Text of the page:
Event Title

The Role of Fire and Fire Surrogate Treatments in Restoring Sagebrush Habitat in Utah’s West Desert

Presenter Information

Brad Jessop

Location

USU Eccles Conference Center

Streaming Media

Abstract

Key to restoring sagebrush habitat in the Great Basin is minimizing wildfire and promoting ecosystem resiliency. Land managers use methods such as fuel reduction treatments and creation of fuel breaks to decrease fire risk and promote perennial dominated landscapes. Mastication (mechanical shredding) of pinyon and juniper has become an important tool for restoring sagebrush habitat throughout Utah’s West Desert. Benefits of mastication include ease of implementation, shrub retention, erosion control, and providing safe sites for seed germination and establishment. Achieving the goal of restoring ecological resiliency requires increasing perennial grass and forb cover. Ironically, this increase in fine fuels combined with masticated debris can actually increase the flammability of a site. When fire does occur within masticated treatments, however, fire behavior is modified and intensity is often decreased relative to adjacent untreated sites. Over time, the masticated debris will eventually break down. But in the short term, in some especially fire prone areas, prescribed burning of shredded material is an option to remove the fuel load while keeping the sagebrush component intact.

Comments

Brad Jessop, Range Ecologist, West Desert District, Bureau of Land Managemnt

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Oct 28th, 1:30 PM Oct 28th, 2:00 PM

The Role of Fire and Fire Surrogate Treatments in Restoring Sagebrush Habitat in Utah’s West Desert

USU Eccles Conference Center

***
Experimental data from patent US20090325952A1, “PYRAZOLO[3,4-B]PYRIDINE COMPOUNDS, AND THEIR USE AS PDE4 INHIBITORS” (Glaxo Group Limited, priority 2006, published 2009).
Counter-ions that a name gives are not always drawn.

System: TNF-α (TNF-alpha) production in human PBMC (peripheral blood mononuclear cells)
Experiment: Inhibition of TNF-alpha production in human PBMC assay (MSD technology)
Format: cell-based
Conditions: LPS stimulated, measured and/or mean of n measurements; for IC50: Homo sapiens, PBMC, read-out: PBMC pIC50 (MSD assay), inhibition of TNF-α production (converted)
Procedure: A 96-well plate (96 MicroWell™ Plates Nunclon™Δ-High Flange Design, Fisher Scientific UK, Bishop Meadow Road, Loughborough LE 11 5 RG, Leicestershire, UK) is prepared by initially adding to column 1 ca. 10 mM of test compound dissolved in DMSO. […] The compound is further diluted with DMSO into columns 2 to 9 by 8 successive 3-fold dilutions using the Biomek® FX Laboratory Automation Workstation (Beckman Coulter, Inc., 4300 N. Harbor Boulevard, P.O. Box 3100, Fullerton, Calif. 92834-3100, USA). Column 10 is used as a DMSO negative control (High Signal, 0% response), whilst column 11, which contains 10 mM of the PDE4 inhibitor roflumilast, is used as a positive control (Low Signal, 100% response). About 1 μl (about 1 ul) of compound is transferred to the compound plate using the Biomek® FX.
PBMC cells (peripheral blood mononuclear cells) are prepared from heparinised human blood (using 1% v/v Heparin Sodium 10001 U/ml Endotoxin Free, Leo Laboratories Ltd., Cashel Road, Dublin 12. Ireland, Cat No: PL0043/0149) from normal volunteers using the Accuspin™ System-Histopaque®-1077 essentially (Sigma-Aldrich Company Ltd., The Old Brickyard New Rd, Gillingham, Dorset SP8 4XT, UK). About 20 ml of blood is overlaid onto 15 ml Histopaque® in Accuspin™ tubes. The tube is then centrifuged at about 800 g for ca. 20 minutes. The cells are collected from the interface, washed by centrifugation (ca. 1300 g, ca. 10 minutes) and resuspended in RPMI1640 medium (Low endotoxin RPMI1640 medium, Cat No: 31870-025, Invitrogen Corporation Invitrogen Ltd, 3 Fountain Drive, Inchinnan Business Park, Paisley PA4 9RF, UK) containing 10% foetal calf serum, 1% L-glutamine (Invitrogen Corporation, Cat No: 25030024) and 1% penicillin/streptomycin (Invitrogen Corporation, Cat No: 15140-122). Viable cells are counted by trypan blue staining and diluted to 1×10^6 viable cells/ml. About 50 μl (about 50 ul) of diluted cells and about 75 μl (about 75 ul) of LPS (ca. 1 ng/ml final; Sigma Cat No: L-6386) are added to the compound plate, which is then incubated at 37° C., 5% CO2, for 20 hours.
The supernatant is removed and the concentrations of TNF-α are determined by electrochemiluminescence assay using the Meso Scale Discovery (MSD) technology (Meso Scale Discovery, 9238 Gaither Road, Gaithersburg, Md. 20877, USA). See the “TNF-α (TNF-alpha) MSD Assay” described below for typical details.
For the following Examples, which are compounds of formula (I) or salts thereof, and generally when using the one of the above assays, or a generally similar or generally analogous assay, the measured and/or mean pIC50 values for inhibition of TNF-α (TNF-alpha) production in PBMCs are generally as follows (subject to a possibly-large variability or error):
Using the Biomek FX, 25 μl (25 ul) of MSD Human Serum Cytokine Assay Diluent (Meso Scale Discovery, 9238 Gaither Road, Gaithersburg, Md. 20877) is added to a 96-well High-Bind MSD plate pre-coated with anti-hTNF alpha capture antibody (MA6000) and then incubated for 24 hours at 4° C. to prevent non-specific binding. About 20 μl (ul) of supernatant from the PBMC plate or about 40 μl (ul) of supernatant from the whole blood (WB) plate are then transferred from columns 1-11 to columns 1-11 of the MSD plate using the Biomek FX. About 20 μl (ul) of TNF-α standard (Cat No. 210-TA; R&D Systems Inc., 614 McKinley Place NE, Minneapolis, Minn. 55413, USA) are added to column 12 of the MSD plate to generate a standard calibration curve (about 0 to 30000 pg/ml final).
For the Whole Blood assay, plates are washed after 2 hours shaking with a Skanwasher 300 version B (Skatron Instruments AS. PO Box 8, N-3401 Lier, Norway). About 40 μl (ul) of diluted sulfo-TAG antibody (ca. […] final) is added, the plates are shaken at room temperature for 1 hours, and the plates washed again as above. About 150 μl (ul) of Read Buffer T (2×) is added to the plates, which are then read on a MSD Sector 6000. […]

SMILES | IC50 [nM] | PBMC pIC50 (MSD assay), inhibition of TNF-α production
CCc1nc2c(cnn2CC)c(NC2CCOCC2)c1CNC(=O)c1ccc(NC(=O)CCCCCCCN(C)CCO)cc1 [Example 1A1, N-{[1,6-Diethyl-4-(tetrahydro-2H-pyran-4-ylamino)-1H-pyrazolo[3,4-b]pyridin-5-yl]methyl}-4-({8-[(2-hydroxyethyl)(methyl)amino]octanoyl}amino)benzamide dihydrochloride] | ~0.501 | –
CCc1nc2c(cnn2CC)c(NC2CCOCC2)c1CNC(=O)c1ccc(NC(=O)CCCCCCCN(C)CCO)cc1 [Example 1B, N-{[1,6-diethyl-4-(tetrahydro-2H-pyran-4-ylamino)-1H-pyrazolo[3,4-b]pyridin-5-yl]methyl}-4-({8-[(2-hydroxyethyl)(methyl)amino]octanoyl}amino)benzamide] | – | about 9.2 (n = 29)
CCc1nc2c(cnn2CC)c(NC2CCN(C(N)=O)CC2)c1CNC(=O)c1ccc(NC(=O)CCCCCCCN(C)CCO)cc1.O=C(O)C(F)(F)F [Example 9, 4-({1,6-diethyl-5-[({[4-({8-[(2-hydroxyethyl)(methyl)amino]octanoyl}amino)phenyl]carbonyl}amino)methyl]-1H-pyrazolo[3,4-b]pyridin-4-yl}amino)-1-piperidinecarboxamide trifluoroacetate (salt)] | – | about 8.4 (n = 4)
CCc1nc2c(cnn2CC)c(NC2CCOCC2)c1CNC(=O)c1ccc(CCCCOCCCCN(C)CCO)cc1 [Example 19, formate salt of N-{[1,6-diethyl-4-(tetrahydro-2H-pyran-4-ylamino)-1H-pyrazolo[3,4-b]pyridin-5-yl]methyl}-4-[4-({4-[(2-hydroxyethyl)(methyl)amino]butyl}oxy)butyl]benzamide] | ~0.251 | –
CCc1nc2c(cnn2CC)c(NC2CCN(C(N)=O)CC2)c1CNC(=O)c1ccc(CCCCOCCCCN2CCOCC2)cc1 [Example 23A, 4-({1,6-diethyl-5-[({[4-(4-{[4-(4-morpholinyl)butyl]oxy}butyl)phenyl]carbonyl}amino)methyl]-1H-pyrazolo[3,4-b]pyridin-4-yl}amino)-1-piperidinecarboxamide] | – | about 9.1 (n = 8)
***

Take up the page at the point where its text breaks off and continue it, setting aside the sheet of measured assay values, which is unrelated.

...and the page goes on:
Key to restoring sagebrush habitat in the Great Basin is minimizing wildfire and promoting ecosystem resiliency. Land managers use methods such as fuel reduction treatments and creation of fuel breaks to decrease fire risk and promote perennial dominated landscapes. Mastication (mechanical shredding) of pinyon and juniper has become an important tool for restoring sagebrush habitat throughout Utah’s West Desert. Benefits of mastication include ease of implementation, shrub retention, erosion control, and providing safe sites for seed germination and establishment. Achieving the goal of restoring ecological resiliency requires increasing perennial grass and forb cover. Ironically, this increase in fine fuels combined with masticated debris can actually increase the flammability of a site. When fire does occur within masticated treatments, however, fire behavior is modified and intensity is often decreased relative to adjacent untreated sites. Over time, the masticated debris will eventually break down. But in the short term, in some especially fire prone areas, prescribed burning of shredded material is an option to remove the fuel load while keeping the sagebrush component intact.